Drafted: No. 43 in 2015 by Indiana Pacers
2015 Summer Stats: 28.3 MPG, 20.7 PPG, 4.0 APG, 3.0 RPG, 52.4 FG%
Joe Young's summer-league success didn't come out of nowhere, but the second-round pick still cracks our list because his production has vastly outpaced his draft status.
The Oregon product and 2015 Pac-12 Player of the Year has proved he can thrive in the NBA's uptempo pace and score in bunches from beyond the NBA arc. Despite Young's underwhelming 6'2" stature, he unloaded back-to-back 25-plus point games for the Indiana Pacers.
Young's ability to create off the dribble has transferred immediately from college to summer league. He's difficult to guard because he can change direction and stop on a dime to shoot whenever he wants.
A 25-point, five-assist outing against the Detroit Pistons highlighted his ability to create in isolation or off the pick-and-roll. When defenses swarm to cut off his drives, Young has done a great job of finding open comrades.
The following day, he unleashed an even more impressive scoring performance, notching 28 points on 9-of-17 shooting against the Orlando Magic Blue. Young torched the Magic for five triples, propelling Indy to a 91-85 victory.
Offensive barrages like these have officially put him on the radar. Entering training camp, the Pacers should take a hard look at employing Young as an explosive scoring guard off the bench.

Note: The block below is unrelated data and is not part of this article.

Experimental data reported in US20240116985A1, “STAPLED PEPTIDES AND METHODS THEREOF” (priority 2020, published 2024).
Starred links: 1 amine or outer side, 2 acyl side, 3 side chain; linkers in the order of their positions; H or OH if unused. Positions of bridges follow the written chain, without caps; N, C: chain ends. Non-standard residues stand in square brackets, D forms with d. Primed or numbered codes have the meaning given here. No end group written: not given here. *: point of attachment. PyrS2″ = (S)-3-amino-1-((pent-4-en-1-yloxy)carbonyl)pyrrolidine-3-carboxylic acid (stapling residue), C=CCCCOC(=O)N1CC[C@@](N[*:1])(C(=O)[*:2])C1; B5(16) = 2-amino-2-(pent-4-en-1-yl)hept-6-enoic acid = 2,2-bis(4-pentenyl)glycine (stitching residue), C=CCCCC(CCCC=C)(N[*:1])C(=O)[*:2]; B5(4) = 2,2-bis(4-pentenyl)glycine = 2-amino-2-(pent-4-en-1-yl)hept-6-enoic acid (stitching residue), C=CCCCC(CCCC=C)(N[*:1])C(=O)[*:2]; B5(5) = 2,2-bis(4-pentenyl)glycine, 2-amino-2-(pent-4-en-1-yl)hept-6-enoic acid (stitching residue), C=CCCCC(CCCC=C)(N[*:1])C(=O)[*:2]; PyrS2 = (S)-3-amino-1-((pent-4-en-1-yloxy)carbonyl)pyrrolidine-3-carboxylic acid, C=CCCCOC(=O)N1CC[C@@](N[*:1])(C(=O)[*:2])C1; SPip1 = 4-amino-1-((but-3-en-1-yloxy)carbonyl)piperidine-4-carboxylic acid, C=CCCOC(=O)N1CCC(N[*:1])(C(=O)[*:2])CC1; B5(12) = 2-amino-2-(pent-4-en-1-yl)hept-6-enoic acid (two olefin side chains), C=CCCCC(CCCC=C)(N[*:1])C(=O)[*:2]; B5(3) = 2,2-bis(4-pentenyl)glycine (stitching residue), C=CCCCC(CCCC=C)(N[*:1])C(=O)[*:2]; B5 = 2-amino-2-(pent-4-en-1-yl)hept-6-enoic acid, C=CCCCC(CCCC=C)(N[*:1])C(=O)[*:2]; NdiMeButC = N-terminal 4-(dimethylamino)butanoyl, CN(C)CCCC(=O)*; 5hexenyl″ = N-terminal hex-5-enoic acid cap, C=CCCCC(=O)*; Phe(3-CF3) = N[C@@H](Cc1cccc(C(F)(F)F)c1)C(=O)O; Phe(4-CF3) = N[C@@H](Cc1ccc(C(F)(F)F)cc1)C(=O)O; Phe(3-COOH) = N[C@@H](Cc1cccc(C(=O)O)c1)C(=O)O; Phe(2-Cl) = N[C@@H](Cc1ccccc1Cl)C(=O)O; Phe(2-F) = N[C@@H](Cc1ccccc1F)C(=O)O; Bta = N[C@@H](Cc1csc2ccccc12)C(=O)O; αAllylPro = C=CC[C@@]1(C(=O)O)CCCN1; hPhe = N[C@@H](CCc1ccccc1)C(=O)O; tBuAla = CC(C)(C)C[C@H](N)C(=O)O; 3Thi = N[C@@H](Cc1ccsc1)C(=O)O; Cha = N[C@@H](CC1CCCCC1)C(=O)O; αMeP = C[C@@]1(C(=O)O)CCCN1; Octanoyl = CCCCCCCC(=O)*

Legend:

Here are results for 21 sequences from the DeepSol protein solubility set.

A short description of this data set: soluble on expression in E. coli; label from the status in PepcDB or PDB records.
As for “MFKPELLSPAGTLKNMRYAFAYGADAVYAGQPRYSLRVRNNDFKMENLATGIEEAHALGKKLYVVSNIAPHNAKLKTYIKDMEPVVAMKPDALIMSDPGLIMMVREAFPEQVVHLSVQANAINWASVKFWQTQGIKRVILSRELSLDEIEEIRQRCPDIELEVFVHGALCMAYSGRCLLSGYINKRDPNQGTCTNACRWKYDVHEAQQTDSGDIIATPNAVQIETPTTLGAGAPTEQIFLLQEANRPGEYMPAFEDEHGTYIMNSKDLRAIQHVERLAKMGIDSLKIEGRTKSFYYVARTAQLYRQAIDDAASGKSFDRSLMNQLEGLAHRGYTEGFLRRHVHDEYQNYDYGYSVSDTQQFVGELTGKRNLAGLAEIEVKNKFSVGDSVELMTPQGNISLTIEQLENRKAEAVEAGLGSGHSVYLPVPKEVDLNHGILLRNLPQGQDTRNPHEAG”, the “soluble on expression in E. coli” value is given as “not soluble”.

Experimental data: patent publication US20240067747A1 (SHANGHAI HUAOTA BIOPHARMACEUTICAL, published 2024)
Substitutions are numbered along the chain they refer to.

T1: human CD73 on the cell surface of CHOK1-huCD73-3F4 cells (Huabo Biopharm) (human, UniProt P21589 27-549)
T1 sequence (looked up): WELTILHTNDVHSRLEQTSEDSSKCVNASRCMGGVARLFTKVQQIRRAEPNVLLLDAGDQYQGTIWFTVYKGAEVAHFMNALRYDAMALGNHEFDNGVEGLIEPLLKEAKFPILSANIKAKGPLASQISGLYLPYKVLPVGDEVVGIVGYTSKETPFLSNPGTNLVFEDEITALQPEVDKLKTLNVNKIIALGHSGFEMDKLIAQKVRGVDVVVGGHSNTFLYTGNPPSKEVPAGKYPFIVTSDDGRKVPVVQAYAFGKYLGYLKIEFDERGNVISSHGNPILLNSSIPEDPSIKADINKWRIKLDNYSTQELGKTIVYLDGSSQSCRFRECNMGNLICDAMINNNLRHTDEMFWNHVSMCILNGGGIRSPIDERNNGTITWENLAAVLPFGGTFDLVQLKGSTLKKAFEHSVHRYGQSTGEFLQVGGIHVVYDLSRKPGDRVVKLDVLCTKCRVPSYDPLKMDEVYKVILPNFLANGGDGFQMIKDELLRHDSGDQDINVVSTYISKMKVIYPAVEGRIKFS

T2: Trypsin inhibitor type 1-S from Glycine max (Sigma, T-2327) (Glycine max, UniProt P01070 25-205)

7. Nate Wolters, Los Angeles Clippers PG
Drafted: No. 38 in 2013 by Washington Wizards
2015 Summer Stats: 31.0 MPG, 14.0 PPG, 3.3 APG, 2.3 SPG, 47.2 FG%
It's a shame that a finger fracture prematurely ended Nate Wolters' summer league. He was delivering some quality all-around production for the Los Angeles Clippers.
After two seasons of bouncing between the Milwaukee Bucks, New Orleans Pelicans and D-League, Wolters made a compelling argument to bolster L.A.'s depth or land on another big-league squad.
Very few summer-league guards possess his ball-handling polish and footwork.
Wolters smoothly navigated the chaos in Orlando, churning out 14 points and 3.3 assists per game on 47 percent shooting. He hit timely triples, found open teammates (whose poor field-goal shooting likely cost him a handful of additional assists) and racked up 2.3 steals per contest.
His dynamic impact this past week won't translate to a huge role on the Clippers or another suitor moving forward. However, it displayed his tremendous feel for the game and command of the point guard position. Don't be surprised if he latches on as a reserve guard in the Association during 2015-16.
"[The] Clippers would be smart to sign him before another [team] scoops him up," said Steve Kyler of BasketballInsiders.com.
6. Russ Smith, Memphis Grizzlies PG
Drafted: No. 47 in 2014 by Philadelphia 76ers
2015 Summer Stats: 28.5 MPG, 14.8 PPG, 5.5 APG, 3.3 SPG, 3.0 RPG, 55.3 FG%
Russ Smith's scoring production and speedy playing style aren't surprising to anyone. Last year, he earned All-Vegas League Second Team honors after racking up 16 points and 6.4 assists per game for the New Orleans Pelicans.
What's startling about this year's exploits is his heightened efficiency.
Smith has orchestrated the Memphis Grizzlies' summer-league attack with 55 percent field-goal shooting, 5.5 assists and 3.0 turnovers per game, a pleasant upgrade from the 43 percent shooting and 4.2 giveaways he posted last year.
Smith's knack for scoring in the lane or stopping and popping for jumpers has been magnificent. And when help defenders rotate to clog the lane, he's exhibited an improved arsenal of quarterbacking accuracy.
He hasn't tallied gargantuan assist numbers, but Smith's teammates have frequently struggled to convert his dimes. For example, although he dished just three assists Tuesday against the Orlando Magic Blue, Sam Vecenie of CBSSports.com noted that Smith created at least 14 assist opportunities for teammates.